Robert Reich: Un these last days before the election, we have learned enough about the beliefs of the Republican presidential candidate to see them as a worldview all its own – a kind of creed that explains Mitt Romney.
Rebecca Griffin: Retaliation against US personnel overseas. $8-a-gallon gas. A spreading Middle East War. An Iranian regime driven to pursue a nuclear weapon. Experts recognize all of these as likely consequences of a military attack on Iran.
Jerome Horton: The Republican presidential candidate wants to eliminate the estate tax, which currently applies a top rate of 35% as well as a $10.24 million exemption on a married couple’s combined assets.
Tom Hall: Watching as he talks down to people and dismisses the concerns of mere workers, unemployed people and inferior races, one must wonder whether Romney believes that he has already become a God.
Lawrence Wittner: In the context of severe budget cutting by Congress, popular domestic social programs are being sacrificed to support the U.S. military budget — so much so that it currently consumes more than half of the U.S. government’s discretionary spending.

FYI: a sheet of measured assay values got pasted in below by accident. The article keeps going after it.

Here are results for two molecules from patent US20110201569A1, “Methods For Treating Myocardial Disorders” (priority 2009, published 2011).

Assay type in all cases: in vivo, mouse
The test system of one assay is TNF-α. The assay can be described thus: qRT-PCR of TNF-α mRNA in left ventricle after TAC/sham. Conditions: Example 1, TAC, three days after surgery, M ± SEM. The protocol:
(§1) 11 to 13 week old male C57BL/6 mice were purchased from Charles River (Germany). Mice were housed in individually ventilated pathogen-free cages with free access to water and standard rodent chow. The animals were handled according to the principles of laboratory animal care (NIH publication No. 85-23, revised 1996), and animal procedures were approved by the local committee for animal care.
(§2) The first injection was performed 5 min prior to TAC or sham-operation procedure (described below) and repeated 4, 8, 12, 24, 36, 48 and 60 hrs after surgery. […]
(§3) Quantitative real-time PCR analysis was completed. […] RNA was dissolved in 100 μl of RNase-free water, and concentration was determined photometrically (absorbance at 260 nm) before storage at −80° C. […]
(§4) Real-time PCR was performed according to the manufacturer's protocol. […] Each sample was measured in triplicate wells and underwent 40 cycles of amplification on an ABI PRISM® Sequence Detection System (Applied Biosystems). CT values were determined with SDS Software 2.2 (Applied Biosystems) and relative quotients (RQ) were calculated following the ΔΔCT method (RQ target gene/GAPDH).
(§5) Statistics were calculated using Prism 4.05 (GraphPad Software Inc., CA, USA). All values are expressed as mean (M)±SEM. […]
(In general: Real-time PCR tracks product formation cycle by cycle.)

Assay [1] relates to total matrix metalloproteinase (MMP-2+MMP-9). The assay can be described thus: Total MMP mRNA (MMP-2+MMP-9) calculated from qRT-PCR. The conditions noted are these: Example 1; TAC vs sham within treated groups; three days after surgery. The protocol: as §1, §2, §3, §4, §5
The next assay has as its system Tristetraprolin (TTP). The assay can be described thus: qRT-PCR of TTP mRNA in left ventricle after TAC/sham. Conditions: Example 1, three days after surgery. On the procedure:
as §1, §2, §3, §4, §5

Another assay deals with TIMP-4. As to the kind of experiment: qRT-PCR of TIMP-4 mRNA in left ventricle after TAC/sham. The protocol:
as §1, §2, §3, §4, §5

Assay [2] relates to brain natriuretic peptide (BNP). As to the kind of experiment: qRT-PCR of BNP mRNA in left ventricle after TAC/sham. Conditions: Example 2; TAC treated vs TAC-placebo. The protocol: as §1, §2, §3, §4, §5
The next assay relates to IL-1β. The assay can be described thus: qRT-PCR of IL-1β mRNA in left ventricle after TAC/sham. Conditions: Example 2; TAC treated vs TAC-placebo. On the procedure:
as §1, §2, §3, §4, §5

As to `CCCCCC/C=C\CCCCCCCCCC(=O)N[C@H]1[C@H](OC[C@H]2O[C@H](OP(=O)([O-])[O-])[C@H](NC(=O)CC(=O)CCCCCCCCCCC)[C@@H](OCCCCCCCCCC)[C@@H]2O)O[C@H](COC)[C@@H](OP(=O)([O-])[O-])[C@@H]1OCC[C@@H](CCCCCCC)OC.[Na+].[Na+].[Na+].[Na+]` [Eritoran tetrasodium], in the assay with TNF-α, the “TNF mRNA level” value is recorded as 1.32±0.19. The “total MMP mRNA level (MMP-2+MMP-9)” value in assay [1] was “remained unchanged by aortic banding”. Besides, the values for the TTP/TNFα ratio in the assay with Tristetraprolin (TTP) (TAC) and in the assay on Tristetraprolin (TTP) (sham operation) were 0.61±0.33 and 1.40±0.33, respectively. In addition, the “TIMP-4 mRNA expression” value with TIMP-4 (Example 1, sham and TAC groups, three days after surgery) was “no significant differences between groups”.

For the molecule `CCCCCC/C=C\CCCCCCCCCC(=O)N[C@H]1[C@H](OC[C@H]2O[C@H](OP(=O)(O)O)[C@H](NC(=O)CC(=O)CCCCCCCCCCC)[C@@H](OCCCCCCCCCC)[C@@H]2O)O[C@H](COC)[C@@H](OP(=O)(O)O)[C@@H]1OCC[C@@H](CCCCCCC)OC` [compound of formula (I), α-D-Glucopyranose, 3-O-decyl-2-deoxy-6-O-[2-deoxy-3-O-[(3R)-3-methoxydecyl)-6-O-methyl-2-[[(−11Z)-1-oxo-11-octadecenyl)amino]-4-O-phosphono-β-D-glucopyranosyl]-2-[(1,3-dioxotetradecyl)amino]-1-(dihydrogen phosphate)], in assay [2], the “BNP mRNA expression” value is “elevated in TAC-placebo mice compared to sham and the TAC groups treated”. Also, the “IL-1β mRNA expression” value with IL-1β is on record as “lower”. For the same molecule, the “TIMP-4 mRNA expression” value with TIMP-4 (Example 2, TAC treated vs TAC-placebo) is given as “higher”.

Victoria Defrancesco Soto: Latinos were the hardest hit by the recession, but Latina single moms and their families, were dealt the hardest blow. Will this blow shape the political preferences of Latina single moms come November.
Steve Hochstadt: One of the facts of small town American life, which is often held up as the American ideal, is that nasty partisan politics are tempered by the bonds of friendship and the need to get along with your neighbors.
John Peeler: It is distressing that a president who came to office as a bitter critic of abuses of presidential authority by his predecessor now takes essentially the same position as George W. Bush. Power that is unchecked and operates in secret is always dangerous to democracy.
Carole Bartolotto: The problem with concluding that GMOs are safe is that the argument for their safety rests solely on animal studies. These studies are offered as evidence that the debate over GMOs is over. Nothing could be further from the truth.
Walter Brasch: At first, the few individuals cried into the winds. But, they came together to form small groups, and then larger groups. They read the environmental and public health studies. They heard from the people about the problems associated with fracking.